|Bibliography, etc. Note:
|| Includes bibliographical references and index.
|Formatted Contents Note:
|| Cover; Title; Copyright; Contents; List of Figures; Acknowledgments; Introduction; Part 1; 1 Rictus Invictus; 2 Walter de la Mare's ""A: B: 0."": The Text for the Context; 3 Unsealing Sense in Henry James's The Turn of the Screw; 4 Articulating the Dead: Vernon Lee, Decadence, and ""The Doll""; Part 2; 5 The Word Made flesh: Protoplasmic Predications in Arthur Machen's ""The Great God Pan""; 6 The Anatomy of failure: Joseph Conrad's Heart of Darkness; Conclusion; Notes; Bibliography; Index; A; B; C; D; E; F; G; H; I; J; K; L; M; N; O; P; R; S; T; U; V; W; X; Y; Z.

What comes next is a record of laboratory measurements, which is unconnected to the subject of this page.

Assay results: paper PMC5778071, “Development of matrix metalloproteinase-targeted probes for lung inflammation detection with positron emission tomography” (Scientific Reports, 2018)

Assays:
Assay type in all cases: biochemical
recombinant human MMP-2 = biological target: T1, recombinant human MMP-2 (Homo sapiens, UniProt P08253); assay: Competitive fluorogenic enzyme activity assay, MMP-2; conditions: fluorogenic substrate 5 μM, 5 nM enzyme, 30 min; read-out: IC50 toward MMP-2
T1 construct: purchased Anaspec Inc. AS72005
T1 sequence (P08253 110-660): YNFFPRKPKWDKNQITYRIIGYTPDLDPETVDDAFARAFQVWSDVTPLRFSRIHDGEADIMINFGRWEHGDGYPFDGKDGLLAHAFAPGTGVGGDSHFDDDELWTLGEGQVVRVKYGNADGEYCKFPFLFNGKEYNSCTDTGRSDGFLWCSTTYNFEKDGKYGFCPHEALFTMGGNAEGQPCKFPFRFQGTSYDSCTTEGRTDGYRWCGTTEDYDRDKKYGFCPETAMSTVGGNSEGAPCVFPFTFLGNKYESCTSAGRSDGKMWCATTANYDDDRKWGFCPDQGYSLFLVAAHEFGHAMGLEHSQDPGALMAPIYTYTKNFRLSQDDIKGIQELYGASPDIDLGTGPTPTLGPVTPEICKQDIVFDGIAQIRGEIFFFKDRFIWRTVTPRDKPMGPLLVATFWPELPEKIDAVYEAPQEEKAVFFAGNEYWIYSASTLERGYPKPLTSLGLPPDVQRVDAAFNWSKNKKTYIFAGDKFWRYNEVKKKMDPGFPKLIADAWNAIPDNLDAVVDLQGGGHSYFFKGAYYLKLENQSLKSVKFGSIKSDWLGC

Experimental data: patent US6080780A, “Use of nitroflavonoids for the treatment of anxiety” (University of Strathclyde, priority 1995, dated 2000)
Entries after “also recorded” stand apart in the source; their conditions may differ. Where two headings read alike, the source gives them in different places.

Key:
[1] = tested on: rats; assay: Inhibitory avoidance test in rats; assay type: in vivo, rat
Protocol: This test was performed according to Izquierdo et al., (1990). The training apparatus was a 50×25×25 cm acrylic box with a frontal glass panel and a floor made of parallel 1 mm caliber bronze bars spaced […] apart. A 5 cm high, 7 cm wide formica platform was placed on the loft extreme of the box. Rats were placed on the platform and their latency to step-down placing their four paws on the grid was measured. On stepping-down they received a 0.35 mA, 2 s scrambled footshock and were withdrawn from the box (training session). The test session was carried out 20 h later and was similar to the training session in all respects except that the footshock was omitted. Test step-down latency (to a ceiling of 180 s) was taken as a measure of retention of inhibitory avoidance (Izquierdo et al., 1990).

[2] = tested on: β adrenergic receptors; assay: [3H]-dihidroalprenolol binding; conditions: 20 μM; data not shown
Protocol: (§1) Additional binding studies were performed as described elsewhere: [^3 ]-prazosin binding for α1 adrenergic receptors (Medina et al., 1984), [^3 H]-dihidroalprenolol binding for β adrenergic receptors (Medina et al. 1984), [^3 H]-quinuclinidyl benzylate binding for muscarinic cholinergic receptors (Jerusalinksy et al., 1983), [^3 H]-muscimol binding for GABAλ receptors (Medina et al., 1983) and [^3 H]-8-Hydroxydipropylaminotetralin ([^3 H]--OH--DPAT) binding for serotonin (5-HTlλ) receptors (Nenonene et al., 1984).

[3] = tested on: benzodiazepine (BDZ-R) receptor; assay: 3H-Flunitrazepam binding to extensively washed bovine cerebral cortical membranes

|| During the last decades of the nineteenth century, Charles Darwin, Thomas Henry Huxley, Walter Pater and others changed the nature of thought concerning the human body and the physical environment that had shaped it. In response, the 1890s saw the publication of a series of remarkable literary works that had their genesis in the intense scientific and aesthetic activity of those preceding decades -- texts that emphasized themes of degeneration and were themselves stylistically decompositive, with language both a surrogate for physical deformity and a source of anxiety. Susan J. Navarette exami.
|Source of Description Note:
|| Print version record.